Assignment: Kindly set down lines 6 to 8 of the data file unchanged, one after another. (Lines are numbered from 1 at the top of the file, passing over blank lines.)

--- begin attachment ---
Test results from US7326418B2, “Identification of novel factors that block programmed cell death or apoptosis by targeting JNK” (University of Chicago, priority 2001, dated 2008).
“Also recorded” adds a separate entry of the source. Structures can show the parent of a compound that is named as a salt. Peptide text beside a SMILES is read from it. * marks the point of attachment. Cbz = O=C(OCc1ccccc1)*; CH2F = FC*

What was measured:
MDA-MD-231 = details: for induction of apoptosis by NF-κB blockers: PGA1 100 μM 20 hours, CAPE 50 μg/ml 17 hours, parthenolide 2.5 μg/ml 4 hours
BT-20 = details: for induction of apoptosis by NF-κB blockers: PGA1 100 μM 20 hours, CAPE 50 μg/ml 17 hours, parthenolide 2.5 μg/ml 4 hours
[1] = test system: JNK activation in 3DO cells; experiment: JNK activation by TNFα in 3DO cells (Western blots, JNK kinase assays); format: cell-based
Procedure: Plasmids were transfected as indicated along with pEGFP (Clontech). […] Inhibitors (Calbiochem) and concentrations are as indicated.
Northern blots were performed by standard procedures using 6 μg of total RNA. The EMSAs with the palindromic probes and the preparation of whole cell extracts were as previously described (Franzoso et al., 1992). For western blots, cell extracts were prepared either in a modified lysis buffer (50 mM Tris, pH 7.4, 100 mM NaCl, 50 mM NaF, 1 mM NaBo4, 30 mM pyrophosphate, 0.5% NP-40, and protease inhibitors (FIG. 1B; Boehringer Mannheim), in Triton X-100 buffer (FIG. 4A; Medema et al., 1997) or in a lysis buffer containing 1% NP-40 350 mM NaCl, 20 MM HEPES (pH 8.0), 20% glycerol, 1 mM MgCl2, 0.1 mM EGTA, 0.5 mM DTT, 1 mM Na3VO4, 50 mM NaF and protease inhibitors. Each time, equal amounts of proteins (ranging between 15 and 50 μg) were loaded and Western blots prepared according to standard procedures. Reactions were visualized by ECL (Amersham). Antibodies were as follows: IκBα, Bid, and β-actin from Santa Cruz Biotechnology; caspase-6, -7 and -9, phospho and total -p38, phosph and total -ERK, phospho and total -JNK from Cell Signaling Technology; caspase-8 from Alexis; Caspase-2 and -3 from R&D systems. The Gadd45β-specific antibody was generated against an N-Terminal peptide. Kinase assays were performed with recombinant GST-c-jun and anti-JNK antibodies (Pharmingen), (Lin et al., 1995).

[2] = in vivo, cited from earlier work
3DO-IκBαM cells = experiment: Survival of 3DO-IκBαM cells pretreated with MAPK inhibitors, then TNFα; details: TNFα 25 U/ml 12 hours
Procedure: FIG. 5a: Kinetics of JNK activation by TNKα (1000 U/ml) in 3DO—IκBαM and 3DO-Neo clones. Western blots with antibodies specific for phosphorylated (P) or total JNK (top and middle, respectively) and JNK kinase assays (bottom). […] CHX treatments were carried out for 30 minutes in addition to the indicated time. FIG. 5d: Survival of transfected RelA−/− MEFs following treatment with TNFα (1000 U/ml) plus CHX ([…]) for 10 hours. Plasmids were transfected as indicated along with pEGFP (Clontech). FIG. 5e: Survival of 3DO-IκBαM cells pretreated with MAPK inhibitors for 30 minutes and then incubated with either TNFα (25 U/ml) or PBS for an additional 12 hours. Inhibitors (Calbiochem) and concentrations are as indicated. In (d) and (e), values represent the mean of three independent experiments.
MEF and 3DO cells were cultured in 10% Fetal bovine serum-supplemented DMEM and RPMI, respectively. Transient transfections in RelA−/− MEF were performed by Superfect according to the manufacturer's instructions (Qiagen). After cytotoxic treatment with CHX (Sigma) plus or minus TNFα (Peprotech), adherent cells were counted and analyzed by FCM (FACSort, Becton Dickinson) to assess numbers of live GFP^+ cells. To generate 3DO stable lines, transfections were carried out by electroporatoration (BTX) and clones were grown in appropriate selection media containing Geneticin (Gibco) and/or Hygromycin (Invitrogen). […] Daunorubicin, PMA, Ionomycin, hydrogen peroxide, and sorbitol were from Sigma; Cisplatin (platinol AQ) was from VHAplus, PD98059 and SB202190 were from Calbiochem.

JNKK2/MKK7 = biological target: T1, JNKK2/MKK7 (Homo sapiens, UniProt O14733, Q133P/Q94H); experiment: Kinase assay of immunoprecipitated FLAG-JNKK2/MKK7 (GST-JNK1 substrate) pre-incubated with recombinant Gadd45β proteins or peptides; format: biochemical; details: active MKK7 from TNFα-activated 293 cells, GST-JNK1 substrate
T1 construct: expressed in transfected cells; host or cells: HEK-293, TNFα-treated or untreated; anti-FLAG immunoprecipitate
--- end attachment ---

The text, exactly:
[1] = test system: JNK activation in 3DO cells; experiment: JNK activation by TNFα in 3DO cells (Western blots, JNK kinase assays); format: cell-based
Procedure: Plasmids were transfected as indicated along with pEGFP (Clontech). […] Inhibitors (Calbiochem) and concentrations are as indicated.
Northern blots were performed by standard procedures using 6 μg of total RNA. The EMSAs with the palindromic probes and the preparation of whole cell extracts were as previously described (Franzoso et al., 1992). For western blots, cell extracts were prepared either in a modified lysis buffer (50 mM Tris, pH 7.4, 100 mM NaCl, 50 mM NaF, 1 mM NaBo4, 30 mM pyrophosphate, 0.5% NP-40, and protease inhibitors (FIG. 1B; Boehringer Mannheim), in Triton X-100 buffer (FIG. 4A; Medema et al., 1997) or in a lysis buffer containing 1% NP-40 350 mM NaCl, 20 MM HEPES (pH 8.0), 20% glycerol, 1 mM MgCl2, 0.1 mM EGTA, 0.5 mM DTT, 1 mM Na3VO4, 50 mM NaF and protease inhibitors. Each time, equal amounts of proteins (ranging between 15 and 50 μg) were loaded and Western blots prepared according to standard procedures. Reactions were visualized by ECL (Amersham). Antibodies were as follows: IκBα, Bid, and β-actin from Santa Cruz Biotechnology; caspase-6, -7 and -9, phospho and total -p38, phosph and total -ERK, phospho and total -JNK from Cell Signaling Technology; caspase-8 from Alexis; Caspase-2 and -3 from R&D systems. The Gadd45β-specific antibody was generated against an N-Terminal peptide. Kinase assays were performed with recombinant GST-c-jun and anti-JNK antibodies (Pharmingen), (Lin et al., 1995).